Understanding refractive lens exchange
Refractive lens exchange is designed to reduce dependence on glasses or contacts. Increasingly popular for people in their 40s and 50s, the surgical procedure replaces the eye’s natural lens with an artificial one – an intraocular lens (IOL) – to correct focusing errors and sharpen vision.
In normal vision, light passes through the cornea, pupil and lens to reach the light-sensitive retina at the back of the eye. The cornea and the lens work together to focus images onto the retina. In people with myopia (near sightedness), astigmatism or hyperopia (farsightedness), this focus is compromised, causing objects to look blurry or unfocused at different distances, depending on the issue.
Even without a specific vision problem, ageing can affect vision. Your lenses stiffen after 40, reducing your ability to switch focus between near and distant objects. By the age of 50, most people have lost this ability.
Reasons for surgery
Refractive lens exchange can be helpful if you have myopia, astigmatism or hyperopia or are struggling to focus as you age. Sometimes called ‘lifestyle lenses’, artificial lenses may not restore perfect vision, but they can make it easier for you to manage daily life – for example, reading menus, road signs or supermarket prices without glasses.
Refractive lens replacement in your 40s or 50s can also eliminate the need for cataract surgery. This surgery, usually required later in life, is essentially the same procedure. The only difference is that the lens is replaced because it is clouded with cataracts that damage vision. If you have refractive lens replacement earlier, the new lenses won’t become clouded so there’s no need for further surgery.
Anatomy of the human eye
Types of lens
Different types of IOL are used, depending on your specific vision issues and your eye health.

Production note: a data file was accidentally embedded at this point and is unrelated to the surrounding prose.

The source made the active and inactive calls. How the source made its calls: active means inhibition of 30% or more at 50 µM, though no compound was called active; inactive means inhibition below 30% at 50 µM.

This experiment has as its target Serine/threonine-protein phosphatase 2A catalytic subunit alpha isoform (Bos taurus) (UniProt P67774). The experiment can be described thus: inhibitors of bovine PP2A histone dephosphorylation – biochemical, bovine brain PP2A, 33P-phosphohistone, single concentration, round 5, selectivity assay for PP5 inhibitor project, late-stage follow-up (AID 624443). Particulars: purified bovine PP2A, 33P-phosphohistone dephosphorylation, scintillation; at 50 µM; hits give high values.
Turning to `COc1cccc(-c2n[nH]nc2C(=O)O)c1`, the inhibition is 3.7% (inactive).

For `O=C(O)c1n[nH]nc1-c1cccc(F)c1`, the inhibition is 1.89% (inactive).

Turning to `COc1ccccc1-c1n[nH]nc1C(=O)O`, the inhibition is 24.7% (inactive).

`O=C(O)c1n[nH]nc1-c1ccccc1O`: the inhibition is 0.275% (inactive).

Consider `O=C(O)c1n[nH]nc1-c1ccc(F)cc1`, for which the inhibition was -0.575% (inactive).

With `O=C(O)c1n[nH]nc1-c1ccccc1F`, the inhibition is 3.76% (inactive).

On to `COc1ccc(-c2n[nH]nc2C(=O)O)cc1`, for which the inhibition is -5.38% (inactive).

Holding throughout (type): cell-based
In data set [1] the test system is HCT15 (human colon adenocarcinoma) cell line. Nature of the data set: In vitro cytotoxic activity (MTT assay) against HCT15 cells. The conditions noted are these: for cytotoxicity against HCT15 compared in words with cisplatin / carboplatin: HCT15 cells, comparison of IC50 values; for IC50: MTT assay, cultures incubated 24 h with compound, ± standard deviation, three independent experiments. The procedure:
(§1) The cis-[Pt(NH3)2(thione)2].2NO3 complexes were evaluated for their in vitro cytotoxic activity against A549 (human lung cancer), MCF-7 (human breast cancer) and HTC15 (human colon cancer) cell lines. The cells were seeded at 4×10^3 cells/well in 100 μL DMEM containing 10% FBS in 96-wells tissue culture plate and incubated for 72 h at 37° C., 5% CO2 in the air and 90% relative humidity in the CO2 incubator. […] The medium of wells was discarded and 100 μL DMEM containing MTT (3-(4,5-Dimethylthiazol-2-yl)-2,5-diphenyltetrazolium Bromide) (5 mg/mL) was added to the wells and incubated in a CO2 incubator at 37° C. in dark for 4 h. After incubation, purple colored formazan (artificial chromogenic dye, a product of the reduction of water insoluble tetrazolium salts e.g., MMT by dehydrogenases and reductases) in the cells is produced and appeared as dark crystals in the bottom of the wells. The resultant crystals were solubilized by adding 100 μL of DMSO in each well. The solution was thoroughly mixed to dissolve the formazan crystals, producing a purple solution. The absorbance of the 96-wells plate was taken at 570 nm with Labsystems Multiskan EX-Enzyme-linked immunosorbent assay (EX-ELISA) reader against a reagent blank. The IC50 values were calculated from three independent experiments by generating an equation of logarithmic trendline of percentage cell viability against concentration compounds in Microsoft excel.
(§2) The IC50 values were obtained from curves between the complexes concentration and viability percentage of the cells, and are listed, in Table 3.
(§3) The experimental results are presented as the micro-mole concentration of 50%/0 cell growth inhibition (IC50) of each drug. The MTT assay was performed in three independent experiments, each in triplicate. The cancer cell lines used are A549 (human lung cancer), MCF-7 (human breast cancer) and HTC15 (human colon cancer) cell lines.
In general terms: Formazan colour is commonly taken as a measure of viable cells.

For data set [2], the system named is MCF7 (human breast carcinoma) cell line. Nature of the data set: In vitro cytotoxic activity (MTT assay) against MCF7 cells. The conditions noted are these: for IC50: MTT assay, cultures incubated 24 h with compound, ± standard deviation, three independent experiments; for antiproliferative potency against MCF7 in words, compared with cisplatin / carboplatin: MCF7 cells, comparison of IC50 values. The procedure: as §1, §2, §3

Often used to correct or improve astigmatism, this lens helps sharpen distant, intermediate and close vision – but cannot improve all three at once.
This lens gives clarity at multiple distances, improving general vision in most people. However, it can cause ‘haloes’ around lights and ‘starburst’ effects, particularly at night.
Extended depth of focus (EDOF) lens
An EDOF lens works by spreading light over a greater distance, giving you a wider range of vision without ‘gaps’ or problems switching focus. Unlike a multi-focal IOL, it’s unlikely to cause halo effects or other night vision issues.
Refractive lens exchange is a fairly straightforward procedure, usually performed on outpatients. In most cases, you will have a separate surgery scheduled for each eye. The procedure takes about 20 minutes, with local anaesthetic or numbing eye drops used to minimise discomfort.
During the procedure, your surgeon uses a scalpel or laser to make one or two small incisions in the side of the eye. A small probe breaks up the natural lens, and gentle suction removes it from the eye. Finally, the IOL, or artificial lens, is inserted. It’s usually folded for easier insertion, and unfolds once inside the eye. Because the incisions are so small, there is no need for stitches, and the eye should heal rapidly.
After surgery, recovery can take several weeks – although most people can return to work and normal activities after a week. Your vision may be blurred, bright lights may seem particularly ‘glary’ and you may notice disturbances like haloes around lights. Your eyes may feel slightly scratchy as they heal, and your ophthalmologist will prescribe lubricating drops to help.
IOLs are designed to last for the rest of your life and are not affected by age-related vision changes. Most patients are very happy with the outcome, reporting clearer vision and reduced need for glasses or contact lenses. However, around 10% of patients may experience gradual blurring of vision due to the thickening of the capsule around the artificial lens. If this happens, talk to your ophthalmologist who can usually restore your vision with a simple laser procedure to loosen the lens capsule.